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Today former Northwestern quarterback Kain Colter, along with 27 members of the Wildcats squad announced the formation of a new union, the College Athletes Players Association. Colter and team seek to have this union recognized and sanctioned by the National Labor Relations board. Ostensibly, Colter claims that the aim of the union is to provide protection for these players in the event of medical or scholarship related issues, certainly a noble idea. According to the Chicago Tribune, Colter maintains that this is not about seeking direct compensation for players.

Unfortunately, that isn’t how the NCAA, or the general public have reacted. NCAA chief legal officer Donald Remy said in a statement, “Many student athletes are provided scholarships and many other benefits for their participation. There is no employment relationship between the NCAA, its affiliated institutions or student-athletes.” And technically he’s right. The option for a player to join a team is strictly voluntary, like any other organization or group on campus. Often however, athletes in the major two sports come from impoverished backgrounds, and lack both the educational background and family support to succeed at many universities. To remedy this, most Division I programs provide a variety of tutoring services and offer students a substantial meal plan.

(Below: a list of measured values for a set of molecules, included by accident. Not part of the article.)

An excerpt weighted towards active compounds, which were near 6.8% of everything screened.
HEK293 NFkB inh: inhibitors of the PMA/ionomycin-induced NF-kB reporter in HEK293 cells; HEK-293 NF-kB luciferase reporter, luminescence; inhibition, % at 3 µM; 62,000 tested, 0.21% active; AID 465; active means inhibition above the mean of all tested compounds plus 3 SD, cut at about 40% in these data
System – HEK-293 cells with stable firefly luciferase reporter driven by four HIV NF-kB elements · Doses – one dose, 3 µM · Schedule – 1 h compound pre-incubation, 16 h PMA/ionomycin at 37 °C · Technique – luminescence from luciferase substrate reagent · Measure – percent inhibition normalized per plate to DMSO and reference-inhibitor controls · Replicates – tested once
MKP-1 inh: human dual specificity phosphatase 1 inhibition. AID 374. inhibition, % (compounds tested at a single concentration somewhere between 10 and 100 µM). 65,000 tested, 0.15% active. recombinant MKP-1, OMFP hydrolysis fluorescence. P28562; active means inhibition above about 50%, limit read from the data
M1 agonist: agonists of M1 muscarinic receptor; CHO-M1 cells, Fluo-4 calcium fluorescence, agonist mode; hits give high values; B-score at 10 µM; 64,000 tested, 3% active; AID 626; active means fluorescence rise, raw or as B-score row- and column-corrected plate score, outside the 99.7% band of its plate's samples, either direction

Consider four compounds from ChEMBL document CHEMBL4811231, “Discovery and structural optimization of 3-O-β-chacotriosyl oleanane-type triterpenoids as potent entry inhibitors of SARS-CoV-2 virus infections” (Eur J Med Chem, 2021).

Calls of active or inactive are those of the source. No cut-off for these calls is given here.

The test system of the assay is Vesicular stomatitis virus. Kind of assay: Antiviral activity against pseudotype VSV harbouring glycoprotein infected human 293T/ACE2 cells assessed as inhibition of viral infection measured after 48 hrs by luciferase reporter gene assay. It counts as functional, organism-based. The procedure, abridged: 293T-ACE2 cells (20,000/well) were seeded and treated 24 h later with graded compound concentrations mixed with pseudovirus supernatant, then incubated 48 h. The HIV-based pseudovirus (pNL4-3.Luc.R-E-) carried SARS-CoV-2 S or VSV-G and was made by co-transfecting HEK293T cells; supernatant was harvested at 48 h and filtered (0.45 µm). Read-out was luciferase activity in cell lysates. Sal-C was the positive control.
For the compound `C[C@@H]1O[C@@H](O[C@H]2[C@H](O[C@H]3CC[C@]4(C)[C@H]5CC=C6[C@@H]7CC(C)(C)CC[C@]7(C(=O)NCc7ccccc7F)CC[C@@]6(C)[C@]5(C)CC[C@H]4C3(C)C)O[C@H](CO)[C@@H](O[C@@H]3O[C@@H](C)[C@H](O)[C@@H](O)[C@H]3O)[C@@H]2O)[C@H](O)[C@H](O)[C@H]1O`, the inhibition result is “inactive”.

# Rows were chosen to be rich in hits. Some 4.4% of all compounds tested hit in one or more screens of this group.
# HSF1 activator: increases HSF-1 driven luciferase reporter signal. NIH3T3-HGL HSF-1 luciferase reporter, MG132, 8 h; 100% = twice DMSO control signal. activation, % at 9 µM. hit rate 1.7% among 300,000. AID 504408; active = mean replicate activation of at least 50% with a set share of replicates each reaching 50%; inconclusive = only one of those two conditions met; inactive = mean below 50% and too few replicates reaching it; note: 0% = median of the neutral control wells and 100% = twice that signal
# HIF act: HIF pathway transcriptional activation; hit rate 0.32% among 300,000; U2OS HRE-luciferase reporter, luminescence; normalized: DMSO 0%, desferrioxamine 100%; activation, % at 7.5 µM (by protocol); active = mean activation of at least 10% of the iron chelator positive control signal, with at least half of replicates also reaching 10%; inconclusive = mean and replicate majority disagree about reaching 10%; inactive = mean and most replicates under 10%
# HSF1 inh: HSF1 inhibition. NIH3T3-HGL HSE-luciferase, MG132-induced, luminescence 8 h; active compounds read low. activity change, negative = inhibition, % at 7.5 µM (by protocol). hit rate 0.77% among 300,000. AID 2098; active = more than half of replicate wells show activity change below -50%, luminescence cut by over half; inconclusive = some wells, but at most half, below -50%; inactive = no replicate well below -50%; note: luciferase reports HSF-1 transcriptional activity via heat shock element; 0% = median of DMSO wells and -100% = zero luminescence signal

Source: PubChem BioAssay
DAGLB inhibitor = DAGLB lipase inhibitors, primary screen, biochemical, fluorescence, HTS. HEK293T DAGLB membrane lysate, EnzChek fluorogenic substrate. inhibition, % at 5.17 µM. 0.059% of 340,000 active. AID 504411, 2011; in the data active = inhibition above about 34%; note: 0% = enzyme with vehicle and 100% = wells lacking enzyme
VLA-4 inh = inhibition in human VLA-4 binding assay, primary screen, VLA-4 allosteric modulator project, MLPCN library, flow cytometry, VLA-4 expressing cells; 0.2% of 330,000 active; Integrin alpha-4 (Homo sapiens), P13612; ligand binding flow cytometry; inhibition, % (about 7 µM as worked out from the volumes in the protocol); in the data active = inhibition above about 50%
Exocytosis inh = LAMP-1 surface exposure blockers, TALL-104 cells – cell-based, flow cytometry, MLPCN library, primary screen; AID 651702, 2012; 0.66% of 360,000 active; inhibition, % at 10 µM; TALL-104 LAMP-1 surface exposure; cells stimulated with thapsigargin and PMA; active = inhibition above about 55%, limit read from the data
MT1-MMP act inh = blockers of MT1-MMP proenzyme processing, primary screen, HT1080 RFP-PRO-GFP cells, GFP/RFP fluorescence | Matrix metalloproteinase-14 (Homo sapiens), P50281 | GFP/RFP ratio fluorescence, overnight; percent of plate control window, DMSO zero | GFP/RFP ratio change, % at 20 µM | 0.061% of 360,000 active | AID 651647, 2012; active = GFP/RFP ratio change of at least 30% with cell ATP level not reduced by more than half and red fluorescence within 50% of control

But for many of these athletes, there is a knee jerk reaction to say “But where is my piece of the action?” Conference realignment, The BCS and a series of new television deals have seen an unprecedented amount of cash go into the hands of the major conferences and NCAA. Coaches are routinely paid over a million dollars, to coach players who aren’t compensated. This epidemic is so bad, that Deadspin published a morbidly shocking map that revealed how many states have a basketball or football coach as the highest paid state employee.